Now, the interesting truth is that Reagan apparently dismissed the report until he realized the public was interested and that the report– which does not mention his ed agenda, including school choice– and that the popular report was politically useful. In fact, US ed sec Terrell Bell, who was responsible for the report, was omitted from the Rose Garden celebration because of his omission of Reagan’s agenda in the report. As the April 1988 New York Times reports:

”A Nation at Risk,” the report whose fifth anniversary was observed here today in a ceremony in the East Room of the White House, already ranks as one of the most significant documents in the history of American public education.

For a variety of reasons – timing, style, content or just luck – that report by the National Commission on Excellence in Education touched enough nerves among Americans to become the most visible symbol of the need to improve primary and high schools since the Russians put Sputnik into space. …

At 35 pages long, the nation’s ”open letter to the American people” was a blatantly political treatise, more legal brief than scholarly analysis. Indeed, the authors, eager to spread the word about the ”rising tide of mediocrity” in American schools, pointedly ignored evidence from their own files that standardized test scores had already been rising for several years.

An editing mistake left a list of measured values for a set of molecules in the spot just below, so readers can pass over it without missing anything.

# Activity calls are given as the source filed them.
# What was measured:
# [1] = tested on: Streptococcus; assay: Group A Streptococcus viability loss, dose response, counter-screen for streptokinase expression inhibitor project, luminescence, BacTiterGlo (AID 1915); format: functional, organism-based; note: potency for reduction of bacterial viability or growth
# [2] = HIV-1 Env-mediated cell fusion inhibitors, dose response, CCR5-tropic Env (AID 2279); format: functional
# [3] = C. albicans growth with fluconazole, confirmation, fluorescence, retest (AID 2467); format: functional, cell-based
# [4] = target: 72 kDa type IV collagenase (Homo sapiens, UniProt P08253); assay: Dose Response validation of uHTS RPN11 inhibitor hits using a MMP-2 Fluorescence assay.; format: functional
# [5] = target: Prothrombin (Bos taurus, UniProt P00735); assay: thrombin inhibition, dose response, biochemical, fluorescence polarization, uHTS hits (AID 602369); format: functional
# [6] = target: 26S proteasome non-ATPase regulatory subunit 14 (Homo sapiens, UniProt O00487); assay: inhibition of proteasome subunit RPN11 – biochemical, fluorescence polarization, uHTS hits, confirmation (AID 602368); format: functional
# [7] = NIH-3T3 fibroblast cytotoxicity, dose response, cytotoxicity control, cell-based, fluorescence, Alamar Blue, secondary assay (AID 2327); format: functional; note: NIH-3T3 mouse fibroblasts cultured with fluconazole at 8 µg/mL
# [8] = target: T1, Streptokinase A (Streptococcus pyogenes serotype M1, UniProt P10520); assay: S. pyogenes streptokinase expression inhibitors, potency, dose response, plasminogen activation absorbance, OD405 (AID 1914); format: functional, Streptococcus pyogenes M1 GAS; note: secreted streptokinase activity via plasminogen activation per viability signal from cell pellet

Their language was full of apocalyptic rhetoric and military analogies. ”If an unfriendly foreign power had attempted to impose on America the mediocre educational performance that exists today,” the document states on its opening page, ”we might have used it as an act of war.”

As a call to arms, ”A Nation At Risk” was neither original nor unique. Before 1983, pioneering states like Florida and Tennessee had already begun school improvement programs. Other national commissions were also contributing to what one educator at the time termed a ”rising tide of reports about schools.”

It was ”A Nation At Risk,” though, that caught the public’s imagination. Since April 1983 the Government has sold or given away 220,000 copies, and five million to six million more have been distributed through reprints in newspapers and other periodicals. Foreign translations include Japanese, Korean and Chinese. …

There are some ironies in this. Former Secretary of Education T. H. Bell, who appointed the national commission, frankly concedes that he expected a much more bullish report, and President Reagan’s aides threatened to cancel the Rose Garden reception for commission members. The aides were upset that the report did not even mention the White House’s priorities for education: abolishing the Department of Education, tuition tax credits and allowing organized prayer in school.

In that ceremony five years ago, President Reagan, who reportedly had not read the report, angered members of the commission by praising them in his remarks for their ”call for an end to Federal intrusion.” But within a few weeks, when polls started showing that the report had struck a responsive chord with American voters, Mr. Reagan turned his attention to the real message of the document and began to make effective political use of the issue of education reform. …

Mr. Bell said that the changes in the last five years have helped 70 percent of American students, but ”not the remaining 30 percent who are low-income and minority students.”